Foster Care

Back to School ….It Isn’t Just for Kids

 Returning to school as an adult

Returning to school as an adult

Adulting isn’t easy!  When we are kids we always say, “I can’t wait until I’m an adult!”  But that reality sets in once you reach that milestone of 20, 30,40,50  and beyond.  Whether it’s marriage, career, kids, bills, health concerns or just the everyday of keeping the everyday moving.  Adulting is hard. 

And sometimes on top of all the everyday stuff is that dream of going back to school to finish, to get a higher degree or just to improve your own potential. 

But, earning a degree is different for adult learners than for those fresh out of high school.   Now that you’re at a different time in your life with more defined goals, life skills and experience your focus on going back to school can be for different reasons.

But as you ponder your next steps before or after retirement what do you need to ask yourself about taking the plunge and going back to school?

Will I Have Room in My Schedule?

Balancing a job, family, and other obligations with school won't be easy.  But it can be done. With the right amount of planning, you can too. When talking with school representatives, ask how many hours you can expect to spend in class and doing class work. Then, create a plan for how to divide your time each day. Simply knowing you have a plan can go a long way.

Beyond this plan, you'll need support from those around you. Before you start classes, let your family know that they'll have to pitch in a little more while you’re in school. Then, talk with your friends about why you’re continuing your education and how much this means to you, so that they can offer emotional support and will understand if you miss the occasional get-together.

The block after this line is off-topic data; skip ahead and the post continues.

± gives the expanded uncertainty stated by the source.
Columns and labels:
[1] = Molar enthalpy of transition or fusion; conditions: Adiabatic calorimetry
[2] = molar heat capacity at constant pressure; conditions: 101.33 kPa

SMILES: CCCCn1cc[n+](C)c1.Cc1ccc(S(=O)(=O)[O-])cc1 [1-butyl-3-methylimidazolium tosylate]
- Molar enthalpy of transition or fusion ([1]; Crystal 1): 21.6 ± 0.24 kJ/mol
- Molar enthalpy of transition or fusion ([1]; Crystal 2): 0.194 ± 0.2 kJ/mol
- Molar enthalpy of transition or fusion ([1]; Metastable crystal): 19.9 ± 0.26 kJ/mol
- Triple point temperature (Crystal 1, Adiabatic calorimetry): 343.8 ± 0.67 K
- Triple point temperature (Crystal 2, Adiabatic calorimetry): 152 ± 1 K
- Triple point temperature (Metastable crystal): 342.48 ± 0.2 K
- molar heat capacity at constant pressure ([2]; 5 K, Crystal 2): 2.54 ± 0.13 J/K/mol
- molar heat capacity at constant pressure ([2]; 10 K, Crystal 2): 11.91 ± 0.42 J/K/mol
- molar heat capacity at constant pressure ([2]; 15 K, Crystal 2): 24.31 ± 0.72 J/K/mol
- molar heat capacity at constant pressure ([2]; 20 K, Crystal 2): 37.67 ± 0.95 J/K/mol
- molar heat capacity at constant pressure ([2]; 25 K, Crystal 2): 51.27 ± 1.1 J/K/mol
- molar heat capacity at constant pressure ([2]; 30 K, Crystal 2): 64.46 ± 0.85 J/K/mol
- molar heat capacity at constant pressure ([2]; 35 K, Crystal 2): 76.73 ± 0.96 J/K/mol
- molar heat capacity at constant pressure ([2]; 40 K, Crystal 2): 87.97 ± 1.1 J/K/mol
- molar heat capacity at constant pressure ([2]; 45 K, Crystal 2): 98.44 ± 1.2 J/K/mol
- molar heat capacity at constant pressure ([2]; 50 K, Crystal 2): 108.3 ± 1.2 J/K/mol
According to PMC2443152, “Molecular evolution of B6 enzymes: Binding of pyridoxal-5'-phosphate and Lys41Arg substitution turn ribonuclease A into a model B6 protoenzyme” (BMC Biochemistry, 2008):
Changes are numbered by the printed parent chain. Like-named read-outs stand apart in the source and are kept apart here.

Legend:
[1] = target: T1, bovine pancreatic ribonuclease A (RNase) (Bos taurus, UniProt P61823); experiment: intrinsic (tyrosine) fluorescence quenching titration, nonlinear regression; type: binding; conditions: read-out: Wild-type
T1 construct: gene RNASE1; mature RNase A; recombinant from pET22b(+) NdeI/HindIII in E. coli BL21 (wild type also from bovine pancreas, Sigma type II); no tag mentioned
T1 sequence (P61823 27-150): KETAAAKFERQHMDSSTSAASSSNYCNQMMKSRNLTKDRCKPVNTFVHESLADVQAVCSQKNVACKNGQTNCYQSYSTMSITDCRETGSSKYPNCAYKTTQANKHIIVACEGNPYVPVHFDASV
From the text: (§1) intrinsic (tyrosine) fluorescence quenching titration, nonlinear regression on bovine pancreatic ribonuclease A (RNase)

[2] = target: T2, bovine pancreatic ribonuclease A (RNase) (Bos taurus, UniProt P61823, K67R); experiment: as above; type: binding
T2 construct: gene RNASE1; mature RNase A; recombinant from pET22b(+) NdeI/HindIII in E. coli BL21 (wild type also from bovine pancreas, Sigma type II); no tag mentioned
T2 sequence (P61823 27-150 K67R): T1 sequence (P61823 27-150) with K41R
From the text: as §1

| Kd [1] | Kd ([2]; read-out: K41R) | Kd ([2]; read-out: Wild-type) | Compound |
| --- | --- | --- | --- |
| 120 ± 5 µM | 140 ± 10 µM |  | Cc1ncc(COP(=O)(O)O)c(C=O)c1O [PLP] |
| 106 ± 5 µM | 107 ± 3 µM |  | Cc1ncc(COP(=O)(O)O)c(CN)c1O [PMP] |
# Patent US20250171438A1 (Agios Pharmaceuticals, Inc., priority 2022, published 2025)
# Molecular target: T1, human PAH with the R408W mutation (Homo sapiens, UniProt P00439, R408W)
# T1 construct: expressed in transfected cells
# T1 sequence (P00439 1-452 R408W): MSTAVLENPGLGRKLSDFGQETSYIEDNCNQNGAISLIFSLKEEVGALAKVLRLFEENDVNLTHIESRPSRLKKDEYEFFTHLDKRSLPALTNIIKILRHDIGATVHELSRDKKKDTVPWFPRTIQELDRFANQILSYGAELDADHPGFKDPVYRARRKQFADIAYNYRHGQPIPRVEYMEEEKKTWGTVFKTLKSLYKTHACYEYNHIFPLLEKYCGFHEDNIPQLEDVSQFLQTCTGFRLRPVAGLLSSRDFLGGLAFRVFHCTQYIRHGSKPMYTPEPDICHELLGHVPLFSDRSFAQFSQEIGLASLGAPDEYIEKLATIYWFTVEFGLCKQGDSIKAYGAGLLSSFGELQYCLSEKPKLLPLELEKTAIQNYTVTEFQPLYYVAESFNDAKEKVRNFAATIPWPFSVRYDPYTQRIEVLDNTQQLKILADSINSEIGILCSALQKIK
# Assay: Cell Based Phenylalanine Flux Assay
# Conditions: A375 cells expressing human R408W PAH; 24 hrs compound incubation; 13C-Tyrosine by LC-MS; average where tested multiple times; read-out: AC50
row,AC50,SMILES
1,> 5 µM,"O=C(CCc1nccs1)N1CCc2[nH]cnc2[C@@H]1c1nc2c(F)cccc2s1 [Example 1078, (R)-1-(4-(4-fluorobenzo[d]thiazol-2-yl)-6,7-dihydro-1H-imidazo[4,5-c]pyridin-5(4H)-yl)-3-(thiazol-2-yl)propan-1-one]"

Have I Been Out of School Too Long?

In reality, your life and work experience will likely benefit you as a student. Instructors appreciate adult learners who ask informed questions and bring real-world examples to class discussions. Besides that, if you've participated in continuing education courses, learned new software, or had to prepare for presentations at work, then you’ve already been using many of the same skills you’ll need in school.

Today, nontraditional students are becoming the norm and schools often design undergraduate and graduate degree programs with adult learners in mind.

Am I Skilled Enough with Computers or New Technology?

Online programs, these days are designed with ease of use as a key goal for everyone, regardless of technological expertise. So many careers require computer skills today anyway, so, while it might sound stressful, brushing up on your tech knowledge will be good for you.

Will I be Able to Manage the Cost of My Education?

An important aspect of returning to school is knowing what return on investment to expect from your program. Tools like the government’s Occupational Outlook Handbook can offer helpful details about the value of education in specific fields. If you’re worried about the cost of degree completion, make sure you explore all options—including federal financial aid, employer tuition assistance, military benefits, and scholarships from private and public organizations. By transferring credit from past college experience, you may be able to save time and money. And remember, you can always take one or two courses to start and not a full course load.

Moving Forward with Confidence

Remember, age can play in your favor when going back to school. Life and work experience often teach lessons and skills that young students rarely possess, things like time management and not being afraid to seek help when it’s needed. As an adult, you’re likely more organized, responsible, and motivated to get your degree.

Remember going back to school now means you are doing this for you and for your own dreams, aspirations and goals.